The first muddying of the waters occurred in early June 2015 when a Vatican press office briefing and bulletin announced, “The Holy Father approved proposals and authorized that sufficient resources” be provided for a new “judicial section” in the doctrinal congregation in order for the congregation “to judge bishops with regard to crimes of abuse of office.”
While officials told reporters that the Council of Cardinals and Pope Francis approved the proposal presented by Cardinal Sean P. O’Malley of Boston, head of the Pontifical Commission for the Protection of Minors, it was not a “papal fiat,” but rather just a green light for the offices involved to flesh out what procedures could uphold greater accountability, a source familiar with the situation told Catholic News Service.
However, at the time of the announcement, the media and commission members, according to Marie Collins — the newly resigned commission member — were led to believe it was “a done deal” that just awaited implementation. Further proof that the recommendations never carried any legislative weight is that they were never published in “Acta Apostolicae Sedis,” the Vatican’s official bulletin of record.
But even though the announcement was made to the public, Collins said, and media around the world reported it as having been authorized, no one stepped forward to officially clarify or correct the record that the pope’s “approval” was just enthusiastic encouragement. “No one came out to say, ‘No, no, it’s only just a project or something that will be discussed’ further,” she said March 15 by phone from Ireland.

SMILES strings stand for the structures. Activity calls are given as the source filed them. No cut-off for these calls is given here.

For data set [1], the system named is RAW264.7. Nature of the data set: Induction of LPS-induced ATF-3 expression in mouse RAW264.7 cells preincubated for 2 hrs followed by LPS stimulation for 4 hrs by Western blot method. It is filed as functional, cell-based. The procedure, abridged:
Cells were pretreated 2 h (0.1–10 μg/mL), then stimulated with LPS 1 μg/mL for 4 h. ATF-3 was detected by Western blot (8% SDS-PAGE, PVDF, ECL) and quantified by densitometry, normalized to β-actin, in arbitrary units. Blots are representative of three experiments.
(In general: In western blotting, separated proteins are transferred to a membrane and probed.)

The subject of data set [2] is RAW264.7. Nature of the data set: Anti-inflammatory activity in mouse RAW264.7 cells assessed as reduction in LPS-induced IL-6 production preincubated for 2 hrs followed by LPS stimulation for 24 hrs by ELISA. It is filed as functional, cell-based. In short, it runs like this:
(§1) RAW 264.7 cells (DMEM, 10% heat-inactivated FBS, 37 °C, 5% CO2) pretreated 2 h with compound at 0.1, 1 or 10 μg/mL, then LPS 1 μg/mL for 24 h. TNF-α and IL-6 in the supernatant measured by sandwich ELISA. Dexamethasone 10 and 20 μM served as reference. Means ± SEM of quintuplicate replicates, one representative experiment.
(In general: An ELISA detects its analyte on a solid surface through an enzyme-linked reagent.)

Collins told CNS that she and other commission members were told a month or two after the Vatican announcement that the tribunal proposal “was not happening. There was absolutely no explanation” other than that the doctrinal congregation was not going to implement it.
So when Cardinal Gerhard Muller, congregation prefect, told the Italian newspaper Corriere della Sera on March 5 that the proposal for a new judicial section in the doctrinal office had never been a mandate, but only “a plan,” he was correct. But that kind of clarity is only emerging officially now, nearly two years later, after Collins quit the commission and very publicly criticized “resistance” to the commission’s recommendations.
The commission’s proposal for the Congregation for the Doctrine of the Faith to try bishops for abuse of office was unnecessary, Cardinal Mueller said in the interview, because “the tools and juridical means” and authority for keeping bishops accountable were already in place.
However, if that really had been the case, Collins told CNS, there should have been a lot more bishops being held accountable for mishandling abuse allegations over the years. “Obviously, more was needed,” she said.
In fact, while all the laws on accountability are in theory already there, the problem has been a lack of a well-developed and clear process for dealing with the reporting and judging of such claims, a canon law expert told CNS.
An indication the pope and others agreed the status quo was not enough was the pope’s issuance in June 2016 of the motu proprio, “Like a Loving Mother.”
“It shows that the pope wasn’t giving up on accountability,” she said, and that he didn’t agree that further measures were not needed.